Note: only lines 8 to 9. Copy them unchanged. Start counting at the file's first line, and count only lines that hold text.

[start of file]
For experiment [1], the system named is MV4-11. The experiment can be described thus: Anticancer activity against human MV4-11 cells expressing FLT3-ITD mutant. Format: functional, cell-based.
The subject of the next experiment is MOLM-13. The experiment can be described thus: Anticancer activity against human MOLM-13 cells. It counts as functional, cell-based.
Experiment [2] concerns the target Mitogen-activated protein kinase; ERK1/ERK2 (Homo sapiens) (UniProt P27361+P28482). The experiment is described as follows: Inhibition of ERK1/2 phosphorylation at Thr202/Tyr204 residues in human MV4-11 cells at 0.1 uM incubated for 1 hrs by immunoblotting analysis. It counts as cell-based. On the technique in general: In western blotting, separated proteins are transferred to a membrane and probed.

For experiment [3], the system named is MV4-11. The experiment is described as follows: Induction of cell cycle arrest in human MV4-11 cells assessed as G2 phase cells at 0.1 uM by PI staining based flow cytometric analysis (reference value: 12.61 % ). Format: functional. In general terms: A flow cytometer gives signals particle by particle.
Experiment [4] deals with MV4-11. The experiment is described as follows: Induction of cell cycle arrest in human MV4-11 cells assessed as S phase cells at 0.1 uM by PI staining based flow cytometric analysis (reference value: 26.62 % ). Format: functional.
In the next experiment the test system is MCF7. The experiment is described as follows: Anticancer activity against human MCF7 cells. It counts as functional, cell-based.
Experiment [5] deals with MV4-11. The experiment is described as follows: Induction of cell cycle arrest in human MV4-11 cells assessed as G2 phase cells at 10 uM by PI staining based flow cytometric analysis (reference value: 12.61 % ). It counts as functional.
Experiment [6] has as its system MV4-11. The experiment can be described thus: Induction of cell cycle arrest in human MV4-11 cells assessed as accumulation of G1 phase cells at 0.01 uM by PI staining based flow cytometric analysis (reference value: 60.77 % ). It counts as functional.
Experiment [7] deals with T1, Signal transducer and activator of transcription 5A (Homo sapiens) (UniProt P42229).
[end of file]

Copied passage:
Experiment [6] has as its system MV4-11. The experiment can be described thus: Induction of cell cycle arrest in human MV4-11 cells assessed as accumulation of G1 phase cells at 0.01 uM by PI staining based flow cytometric analysis (reference value: 60.77 % ). It counts as functional.
Experiment [7] deals with T1, Signal transducer and activator of transcription 5A (Homo sapiens) (UniProt P42229).